RE (Religious Education)


Taken from ‘Religious Literacy for All’ and amended to reflect Bridgelea vision of ‘Understanding People’. 

The purpose of RE

Religious Education contributes dynamically to children and young people’s education in schools by provoking challenging questions about: meaning and purpose in life; beliefs about God; ultimate reality; issues of right and wrong and what it means to be human. In RE children learn about, and from, religions and worldviews in local, national and global contexts, to discover, explore and consider different answers to these questions. They learn to weigh up the value of wisdom from different sources, to develop and express their insights in response, and to agree or disagree respectfully. Teaching therefore should equip pupils with systematic knowledge and understanding of a range of religions and worldviews, enabling them to develop their ideas, values and identities. It should develop in pupils an aptitude for dialogue so that they can participate positively in our society, with its diverse religions and worldviews. Pupils should gain and deploy the skills needed to understand, interpret and evaluate texts, sources of wisdom and authority and other evidence. They should learn to articulate clearly and coherently their personal beliefs, ideas, values and experiences while respecting the right of others to differ.

The purpose of RE is captured in the principal aim, which is intended to be a short-hand version for day-to- day use. Teachers should use it when planning RE, whether long-term or short-term. It should be considered as a doorway into the wider purpose articulated above.

The aim(s) of RE

The threefold aim of RE elaborates the principal aim. The curriculum for RE aims to ensure that all pupils:

1. Know about and understand a range of religions and worldviews1, so that they can:

  • describe, explain and analyse beliefs and practices, recognising the diversity which exists within and between communities and amongst individuals
  • identify, investigate and respond to questions posed, and responses offered by some of the sources of wisdom2 found in religions and worldviews
  • appreciate and appraise the nature, significance and impact of different ways of life and ways of expressing meaning.

2. Express ideas and insights about the nature, significance and impact of religions and worldviews, so that they can:

  • explain reasonably their ideas about how beliefs, practices and forms of expression influence individuals and communities
  • express with increasing discernment their personal reflections and critical responses to questions and teachings about identity, diversity, meaning and value, including ethical issues
  • appreciate and appraise varied dimensions of religion.

3. Gain and deploy the skills needed to engage seriously with religions and worldviews, so that they can:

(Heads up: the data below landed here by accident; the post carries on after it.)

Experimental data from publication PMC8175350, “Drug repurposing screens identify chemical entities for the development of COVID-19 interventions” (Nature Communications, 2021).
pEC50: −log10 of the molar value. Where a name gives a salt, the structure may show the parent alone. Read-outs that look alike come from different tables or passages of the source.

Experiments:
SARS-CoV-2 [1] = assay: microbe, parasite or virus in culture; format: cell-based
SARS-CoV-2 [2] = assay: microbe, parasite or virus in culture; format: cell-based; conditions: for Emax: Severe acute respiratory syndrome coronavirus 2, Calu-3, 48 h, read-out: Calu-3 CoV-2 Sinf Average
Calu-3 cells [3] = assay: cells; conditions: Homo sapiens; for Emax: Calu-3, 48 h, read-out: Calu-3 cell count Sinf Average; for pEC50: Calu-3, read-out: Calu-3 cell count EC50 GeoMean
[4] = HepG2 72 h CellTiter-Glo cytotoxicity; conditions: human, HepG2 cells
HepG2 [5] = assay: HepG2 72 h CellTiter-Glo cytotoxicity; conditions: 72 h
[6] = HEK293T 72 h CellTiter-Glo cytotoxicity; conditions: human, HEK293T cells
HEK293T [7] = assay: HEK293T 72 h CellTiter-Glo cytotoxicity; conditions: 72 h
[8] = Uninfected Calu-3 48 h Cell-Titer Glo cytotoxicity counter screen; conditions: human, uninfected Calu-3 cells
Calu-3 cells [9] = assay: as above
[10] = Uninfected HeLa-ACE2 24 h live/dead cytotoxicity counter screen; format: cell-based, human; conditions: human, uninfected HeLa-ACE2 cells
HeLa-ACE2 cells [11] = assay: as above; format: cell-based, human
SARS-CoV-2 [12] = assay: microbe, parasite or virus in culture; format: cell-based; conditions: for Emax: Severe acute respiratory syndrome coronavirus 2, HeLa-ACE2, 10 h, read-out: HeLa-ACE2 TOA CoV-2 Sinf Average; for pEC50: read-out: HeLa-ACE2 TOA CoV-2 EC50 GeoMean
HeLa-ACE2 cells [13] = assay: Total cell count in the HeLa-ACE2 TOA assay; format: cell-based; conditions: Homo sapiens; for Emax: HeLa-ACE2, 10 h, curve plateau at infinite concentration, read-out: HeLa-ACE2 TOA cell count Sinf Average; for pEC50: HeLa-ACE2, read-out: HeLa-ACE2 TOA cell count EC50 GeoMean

• find out about and investigate key concepts and questions of belonging, meaning, purpose and truth, responding creatively
  • enquire into what enables different individuals and communities to live together respectfully for the wellbeing of all
  • articulate beliefs, values and commitments clearly in order to explain why they may be important in their own and other people’s lives.

Throughout schooling, teachers should consider how their teaching contributes towards the principal aim of RE in the local area, and how they help pupils to achieve the threefold aim.


RE in special schools

The vision of this agreed syllabus is of RE for all. Every pupil can achieve and benefit from their RE, including all pupils with Special Educational Needs and Disabilities (SEND).

RE is a statutory part of the core curriculum for all pupils, including those with learning difficulties. Pupils with SEND are found in all contexts, and all teachers are teachers of pupils with SEND. Good quality teaching in RE will tailor the planning of the syllabus carefully to the special needs of all pupils. RE provision for different groups of pupils will vary but all pupils should be included in RE.

.For pupils with social and emotional  and mental health difficulties (SEMH)

  • RE can enable pupils to address deep issues of concern in helpful ways through exploring spiritual material and seeing how others have tackled difficult experiences.
  • RE lessons can explore, in the safe space schools should provide, complex emotions or thoughts, and challenging questions.
  • RE can assist in the development of pupils' maturity and self-awareness.


Planning for RE in special schools

The law says that the agreed syllabus is to be taught to pupils with SEND ‘as far as it is practicable’. 

At Bridgelea we teach RE for one full day every half term.The rationale for teaching RE as a drop down day every half term at Bridgelea is:

  • transitions being important in childrens lives…reduce transition, increase focus.
  • help children to immerse themselves-allow for processing, so they know and understand the questions they are being asked. Wider choice in how they present the answer to their question makes it more memorable for the children and allows for their unique learning styles to be catered for and thus increases likelihood of children remembering their learning. 
  • reduces the likelihood of children not engaging in weekly sessions of RE as it is a full days focus.
  • increases its perceived importance to the children as it is a day to ‘experience’ 


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